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Maud Tausey Fangel, Baby Painter Transcript
In the 1930s, ’40s, and ’50s — if you saw a sketch or portrait of a child on the cover of Ladies Home Journal or Woman’s Home Companion, or inside the magazines advertising, say, Colgate’s Talc Powder, Cream of Wheat, or Squibb’s Cod Liver Oil, you were probably seeing the work of Maud Tausey Fangel. For a good part of the first half of the twentieth century Ms. Fangel was the children’s artist in the country — her illustrations of ruddy-cheeked, doe-eyed, curly-locked children were everywhere. They set the standard for their day and made Ms. Fangel a kind of celebrity — the subject of frequent feature articles and a much in demand children’s portrait painter, who was commissioned to do pictures of the Dionne Quintuplets and the children of Chiang Kai Shek.
Maud Tausey was born on January 1st, 1881, the daughter of a Professor of Divinity at Tufts College, later Tufts University in the Boston area. She began drawing in earnest when she was a teenager and studied at Boston’s School of Fine Arts before coming to New York City on a scholarship to Cooper Union to continue her studies. Soon she was presenting her portfolio to the art director of Good Housekeeping, Guy Fangel, who gave her her first commercial assignments and later proposed marriage to her. Their son, Lloyd, began Ms. Fangel’s fascination with drawing babies — she did over 1500 pictures of him before he was three — and later she would immortalize his face as the boy on the Cracker Jack box.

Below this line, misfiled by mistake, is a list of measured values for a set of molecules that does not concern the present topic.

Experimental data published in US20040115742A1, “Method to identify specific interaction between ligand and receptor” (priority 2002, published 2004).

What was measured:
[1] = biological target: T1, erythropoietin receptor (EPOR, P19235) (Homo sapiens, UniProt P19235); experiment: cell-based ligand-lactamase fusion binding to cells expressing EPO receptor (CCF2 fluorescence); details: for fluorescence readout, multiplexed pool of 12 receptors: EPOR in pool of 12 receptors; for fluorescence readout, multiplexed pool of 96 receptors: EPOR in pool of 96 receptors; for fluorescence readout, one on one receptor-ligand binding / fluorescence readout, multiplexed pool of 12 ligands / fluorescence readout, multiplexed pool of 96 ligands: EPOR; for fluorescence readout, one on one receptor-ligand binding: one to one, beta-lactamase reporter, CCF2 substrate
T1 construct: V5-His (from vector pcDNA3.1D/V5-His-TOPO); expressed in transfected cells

Many of Ms. Fangel’s pictures were done in pastels, which allowed her to capture the movements of her young subjects in swift, impressionistic strokes. Most of Ms. Fangel’s models were children from poor families, from orphanages, and settlement houses. Unaware of this, one newspaper referred to these children as “glamour babies.” But Ms. Fangel understood the youngsters who sat and wiggled and dozed in the high chair for her a little more deeply than the correspondent: “I have a strange, persistent feeling that babies have a consciousness that we do not possess,” she wrote. “They seem not yet to have lost an intelligence brought with them from another world. They are still wrapped in the mystery of their source.”
When she died at the age of 87, Ms. Fangel was working on a book about a day in the life of an African American child — to judge by the rejections she was receiving from publishers about the project, the book was years ahead of its time. But that was always true of Maud Tausey Fangel. She and the children she painted were waiting for the future to catch up.